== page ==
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Egypt PovertyDespite protests against inhumane living conditions, extreme poverty, government corruption and leadership, poverty in Alexandria, Egypt is still rising.

Overcrowded housing, bias urban development and limited access to food, water, quality health and education are among the root causes of poverty in Alexandria.

Although poverty rates in large urban cities such as Alexandria and Cairo remain high, it does not compare to the percentage of impoverished people in the rural areas of Egypt, also known as “upper Egypt,” and Egypt as a whole. In recent years, poverty rates in Alexandria have increased by one percent and is currently still rising.

According to the World Fact Book, Alexandria’s total population is approximately 4.4 million compared to Egypt’s total population of 86.9 million. Overall, 25 percent of Egypt’s population is in poverty, compared to 15.3 percent of the urban population of Egypt who live in poverty.

As one of the largest cities in Egypt, second to only Cairo, Alexandria’s urban development has caused an inequality of wealth distribution—the more money spent on development in urban cities, the less money spent on rural Egypt.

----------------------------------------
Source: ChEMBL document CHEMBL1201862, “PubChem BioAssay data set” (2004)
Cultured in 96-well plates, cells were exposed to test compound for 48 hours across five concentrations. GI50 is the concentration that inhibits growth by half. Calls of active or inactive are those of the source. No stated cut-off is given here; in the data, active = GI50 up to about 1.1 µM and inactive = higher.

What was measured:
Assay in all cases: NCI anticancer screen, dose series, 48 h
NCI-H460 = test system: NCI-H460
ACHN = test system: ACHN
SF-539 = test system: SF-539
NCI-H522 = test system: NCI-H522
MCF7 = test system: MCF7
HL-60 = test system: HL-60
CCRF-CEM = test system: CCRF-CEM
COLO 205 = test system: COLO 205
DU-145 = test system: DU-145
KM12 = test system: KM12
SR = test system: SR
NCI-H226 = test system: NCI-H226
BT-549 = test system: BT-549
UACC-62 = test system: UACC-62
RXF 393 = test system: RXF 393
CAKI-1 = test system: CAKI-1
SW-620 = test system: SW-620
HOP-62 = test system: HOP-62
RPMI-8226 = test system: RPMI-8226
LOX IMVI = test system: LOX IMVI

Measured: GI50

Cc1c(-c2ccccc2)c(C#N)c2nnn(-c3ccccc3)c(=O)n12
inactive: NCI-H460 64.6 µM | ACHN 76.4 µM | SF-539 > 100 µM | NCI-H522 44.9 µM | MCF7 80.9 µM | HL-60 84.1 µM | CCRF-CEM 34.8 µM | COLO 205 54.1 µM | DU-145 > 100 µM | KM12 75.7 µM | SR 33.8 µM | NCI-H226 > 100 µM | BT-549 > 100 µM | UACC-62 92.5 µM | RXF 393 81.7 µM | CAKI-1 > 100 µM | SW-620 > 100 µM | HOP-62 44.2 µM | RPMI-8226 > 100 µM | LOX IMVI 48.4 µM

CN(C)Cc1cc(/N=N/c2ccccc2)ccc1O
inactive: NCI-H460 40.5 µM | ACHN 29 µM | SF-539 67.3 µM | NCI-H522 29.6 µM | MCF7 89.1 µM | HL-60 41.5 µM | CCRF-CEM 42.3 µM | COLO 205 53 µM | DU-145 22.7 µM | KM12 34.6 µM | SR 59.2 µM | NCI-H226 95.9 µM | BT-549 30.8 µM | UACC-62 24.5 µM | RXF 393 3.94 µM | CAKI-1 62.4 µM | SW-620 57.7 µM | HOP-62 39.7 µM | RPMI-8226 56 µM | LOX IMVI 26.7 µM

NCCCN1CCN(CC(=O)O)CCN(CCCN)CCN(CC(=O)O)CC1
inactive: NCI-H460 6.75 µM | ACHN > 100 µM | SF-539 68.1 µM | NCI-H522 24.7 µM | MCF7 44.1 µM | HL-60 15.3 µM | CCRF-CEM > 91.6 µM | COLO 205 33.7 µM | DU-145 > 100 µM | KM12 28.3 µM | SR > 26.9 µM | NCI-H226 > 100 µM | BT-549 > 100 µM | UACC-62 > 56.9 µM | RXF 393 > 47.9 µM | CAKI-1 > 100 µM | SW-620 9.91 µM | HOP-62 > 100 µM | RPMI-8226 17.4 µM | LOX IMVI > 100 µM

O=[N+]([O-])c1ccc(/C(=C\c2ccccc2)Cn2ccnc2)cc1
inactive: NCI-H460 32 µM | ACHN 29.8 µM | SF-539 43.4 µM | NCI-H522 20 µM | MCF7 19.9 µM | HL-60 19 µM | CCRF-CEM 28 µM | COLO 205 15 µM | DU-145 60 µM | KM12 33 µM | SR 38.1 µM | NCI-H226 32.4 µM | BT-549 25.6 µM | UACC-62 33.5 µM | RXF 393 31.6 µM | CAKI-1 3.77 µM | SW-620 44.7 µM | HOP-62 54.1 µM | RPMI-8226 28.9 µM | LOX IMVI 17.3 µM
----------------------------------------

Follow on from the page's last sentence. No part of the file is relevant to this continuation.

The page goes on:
Essentially, Egypt’s developmental policies are focused in urban areas causing bias that has prompted a high rate of poverty in upper Egypt.

The agriculture sector represents a large percentage of Egypt’s population. These rural areas are home to 40 percent of the country’s population and about 70 percent of the country’s impoverished people. Focusing development in cities like Alexandria have allowed room for neglect in rural parts of Egypt where poverty remains one of the highest compared to other areas in Egypt.

The uneven distribution of development have caused people from rural parts of Egypt to migrate to urban areas such as Alexandria and Cairo. However, the migration only fuels the cycle of poverty and state of underdevelopment in rural areas. Instead of targeting Egypt’s root of poverty in rural areas, the efforts are being focused on urban development.

The inability to reduce poverty in Egypt is blamed on urban development.

A large difference between poverty in Alexandria and rural areas in upper Egypt is the public infrastructure such as electricity, education, health and water. Explaining poverty rates in Egypt is closely tied to the urban development in the metropolitan areas of Egypt, where a large percentage of Egypt’s manufacturing, trading and major constructions is concentrated.

Aside from urban development, education also impacts high poverty rates. There’s a known link between lack of education and poverty—the less education accessed, the higher the rate of poverty.

According to the World Bank, about 46 percent of Egypt’s poor is illiterate and 40 percent have a basic education, while the remaining population have advanced degrees. Fighting poverty in Egypt is not only about development in rural parts of Egypt, but also about education.

Ultimately, focusing efforts on improving education in Alexandria and redistributing development across Egypt can aid in the fight against poverty.

Nada Sewidan

Sources: CIA World Factbook, Egypt Independent, Save the Children, World Bank

Photo: Flickr